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OHSU 2022 accomplishments: The year in review

As the year 2022 draws to a close, it’s worth pausing to reflect on a historic era
OHSU Emergency Department treating COVID patients on Feb. 2 2022
Throughout 2022, the OHSU emergency department treated thousands of patients who have COVID-19 and more. (OHSU/Christine Torres Hicks)

No sooner had Oregon Health & Science University emerged from the COVID-19 pandemic than the university faced unprecedented financial challenges affecting health care systems nationwide, followed by a renewed surge of patients sickened by respiratory viruses that roared back this fall.

OHSU clinicians, scientists, staff and students in Oregon’s academic health center overcame one challenge after another in keeping their focus on the university’s mission to improve the health and wellbeing of people in Oregon and beyond. In 2022, they continued to deliver exceptional care for patients — again recognized by U.S. News & World Report as the best adult and children’s hospitals in Oregon — while also ramping up new investments in educating the next generation of health care workers and generating innovations to advance human health.

Danny Jacobs, M.D., M.P.H., FACS (OHSU)
Danny Jacobs, M.D., M.P.H., FACS (OHSU)

“Great people rise to meet formidable challenges,” said OHSU President Danny Jacobs, M.D., M.P.H., FACS. “Time and again, our members remained steadfast in treating Oregon’s sickest and most vulnerable patients, making important scientific discoveries and educating a new generation of health professionals — all while enduring a century’s worth of adversity in the span of just a few years.”

In the face of these challenges, OHSU demonstrated leadership across a broad swath of issues — from climate action to firearms injury prevention to developing a hair-raising simulator to train America’s next generation of neurosurgeons. In addition, the university is leading development of a new statewide Behavioral Health Coordination Center, continuing OHSU’s leadership role in coordinating information sharing among health care partners across the state in order to optimize limited resources and best serve patients.

Following is a sampling of OHSU’s innovations and accomplishments over the past year:

Respiratory illness response

OHSU started the year by adapting to a surge of illness from the omicron variant of the SARS-CoV-2 virus. Weekly forecasts from OHSU data scientist Peter Graven, Ph.D., helped in managing hospital capacity at OHSU and across Oregon heading into 2022. By the end of the year, beginning with a public health emergency declared by Gov. Kate Brown on Nov. 14, OHSU managed through a resurgence of influenza and respiratory syncytial virus, or RSV, that hospitalized scores of people including children.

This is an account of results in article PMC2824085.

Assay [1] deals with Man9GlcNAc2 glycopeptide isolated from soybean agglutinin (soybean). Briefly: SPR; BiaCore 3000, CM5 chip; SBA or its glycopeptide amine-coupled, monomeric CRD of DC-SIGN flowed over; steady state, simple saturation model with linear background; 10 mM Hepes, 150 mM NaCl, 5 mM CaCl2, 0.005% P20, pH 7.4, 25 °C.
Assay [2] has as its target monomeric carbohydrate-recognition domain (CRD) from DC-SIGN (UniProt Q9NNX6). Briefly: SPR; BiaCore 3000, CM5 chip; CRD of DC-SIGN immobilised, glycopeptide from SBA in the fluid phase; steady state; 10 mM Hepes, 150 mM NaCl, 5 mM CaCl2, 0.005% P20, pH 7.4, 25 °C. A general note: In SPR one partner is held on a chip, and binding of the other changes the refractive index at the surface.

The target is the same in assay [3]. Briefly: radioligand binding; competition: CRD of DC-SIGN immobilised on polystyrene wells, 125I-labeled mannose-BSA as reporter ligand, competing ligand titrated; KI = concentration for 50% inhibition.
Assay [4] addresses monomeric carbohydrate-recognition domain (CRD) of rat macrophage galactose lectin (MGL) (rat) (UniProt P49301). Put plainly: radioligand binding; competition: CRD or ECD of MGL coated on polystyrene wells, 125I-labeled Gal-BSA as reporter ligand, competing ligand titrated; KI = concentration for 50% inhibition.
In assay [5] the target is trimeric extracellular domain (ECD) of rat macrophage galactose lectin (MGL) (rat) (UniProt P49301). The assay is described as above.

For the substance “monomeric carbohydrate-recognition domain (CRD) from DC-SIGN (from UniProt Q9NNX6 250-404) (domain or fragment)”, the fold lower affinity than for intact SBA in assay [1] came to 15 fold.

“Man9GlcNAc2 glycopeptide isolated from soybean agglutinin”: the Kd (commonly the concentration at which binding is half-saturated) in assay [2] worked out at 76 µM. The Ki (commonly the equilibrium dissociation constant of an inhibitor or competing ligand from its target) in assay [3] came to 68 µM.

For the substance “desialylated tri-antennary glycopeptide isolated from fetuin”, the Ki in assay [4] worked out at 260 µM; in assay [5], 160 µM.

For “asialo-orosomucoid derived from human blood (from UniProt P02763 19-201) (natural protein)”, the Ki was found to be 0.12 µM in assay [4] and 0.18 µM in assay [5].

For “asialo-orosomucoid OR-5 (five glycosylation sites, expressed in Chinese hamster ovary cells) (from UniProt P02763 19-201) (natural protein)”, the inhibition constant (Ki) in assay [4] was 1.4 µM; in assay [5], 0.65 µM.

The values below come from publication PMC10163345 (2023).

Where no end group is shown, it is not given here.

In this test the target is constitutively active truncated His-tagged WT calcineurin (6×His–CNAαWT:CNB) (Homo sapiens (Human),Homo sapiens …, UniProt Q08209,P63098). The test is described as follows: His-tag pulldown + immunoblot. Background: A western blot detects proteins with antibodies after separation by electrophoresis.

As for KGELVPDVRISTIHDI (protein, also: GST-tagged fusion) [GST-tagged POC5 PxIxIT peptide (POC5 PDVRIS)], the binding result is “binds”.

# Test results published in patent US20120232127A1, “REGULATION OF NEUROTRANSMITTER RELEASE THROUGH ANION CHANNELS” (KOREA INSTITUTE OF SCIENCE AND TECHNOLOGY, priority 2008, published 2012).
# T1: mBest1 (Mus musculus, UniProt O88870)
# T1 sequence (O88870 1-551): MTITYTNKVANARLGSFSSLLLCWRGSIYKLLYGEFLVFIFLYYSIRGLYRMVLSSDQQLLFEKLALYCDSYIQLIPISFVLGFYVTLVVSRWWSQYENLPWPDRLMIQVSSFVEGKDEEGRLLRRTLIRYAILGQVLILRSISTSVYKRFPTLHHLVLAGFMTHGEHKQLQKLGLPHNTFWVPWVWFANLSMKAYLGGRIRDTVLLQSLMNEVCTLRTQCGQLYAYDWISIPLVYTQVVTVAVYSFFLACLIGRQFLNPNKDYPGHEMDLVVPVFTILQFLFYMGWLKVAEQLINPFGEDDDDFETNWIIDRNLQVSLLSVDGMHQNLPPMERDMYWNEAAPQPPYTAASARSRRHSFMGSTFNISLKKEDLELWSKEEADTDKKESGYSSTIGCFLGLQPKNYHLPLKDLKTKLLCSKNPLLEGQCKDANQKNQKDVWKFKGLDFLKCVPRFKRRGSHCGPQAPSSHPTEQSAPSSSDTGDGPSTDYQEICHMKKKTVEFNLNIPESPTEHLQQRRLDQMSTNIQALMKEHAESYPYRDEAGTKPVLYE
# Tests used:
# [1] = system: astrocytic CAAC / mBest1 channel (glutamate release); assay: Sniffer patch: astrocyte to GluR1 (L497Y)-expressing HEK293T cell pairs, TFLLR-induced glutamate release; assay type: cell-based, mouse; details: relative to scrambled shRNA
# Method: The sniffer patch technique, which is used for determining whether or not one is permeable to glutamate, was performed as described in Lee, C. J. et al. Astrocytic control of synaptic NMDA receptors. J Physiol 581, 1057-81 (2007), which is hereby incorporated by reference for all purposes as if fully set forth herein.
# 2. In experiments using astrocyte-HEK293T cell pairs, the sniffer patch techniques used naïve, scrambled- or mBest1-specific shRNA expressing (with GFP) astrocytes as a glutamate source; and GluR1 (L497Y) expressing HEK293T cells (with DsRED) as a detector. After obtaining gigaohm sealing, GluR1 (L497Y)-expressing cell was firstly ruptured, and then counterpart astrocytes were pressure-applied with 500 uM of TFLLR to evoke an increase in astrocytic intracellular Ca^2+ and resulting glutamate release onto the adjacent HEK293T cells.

Throughout the year, OHSU clinicians and scientists implemented clinical innovations while shedding new light on the SARS-CoV-2 virus:


In August, the OHSU School of Medicine held its first regularly scheduled in-person White Coat ceremony since the pandemic, celebrating a diverse class of medical students entering this fall.

In addition, OHSU demonstrated statewide and national leadership in addressing an epidemic of illicit drug use that claimed 107,000 lives from overdoses nationwide in 2021, the last full year measured. In June, OHSU hosted a roundtable discussion for media to call attention to the danger to young people from fentanyl surging into the state. Over the past year, OHSU addiction medicine specialists raised alarm and called out shortcomings in access to treatment in Oregon and nationwide, precipitating action at the federal level. Further, OHSU leaders promoted widespread access to naloxone to save lives while expanding low-barrier access to treatment to every corner of Oregon through a virtual model.

Throughout the year, OHSU clinicians and scientists generated new discoveries while serving as a backstop for patients throughout the region for high-level trauma, the rarest types of disease and cutting-edge treatments available nowhere else in Oregon:

Community impact

As part of the broader community, in 2022 OHSU consistently advanced measures intended to improve public health beyond the walls of our hospitals and clinics.

Researchers advanced new avenues to prevent suicide among veterans, welcomed an innovative community-based program to reduce the cycle of violence affecting communities of color in the Portland area, and students continued a decade-long initiative to organize a Health Care Equity Fair providing checkups to people in need.

Indeed, OHSU clinicians and students reached across the state and around the globe in 2022:


As one physician-scientist aptly put it during the annual Research Week celebration in May, OHSU scientists and clinicians routinely “produce a lot of quality work, but there’s not a lot of fuss about it.” This down-to-earth quality is shared by many Oregonians, although it belies the fact that OHSU scientists’ and clinicians’ drive to improve human health puts them at the top of their field:

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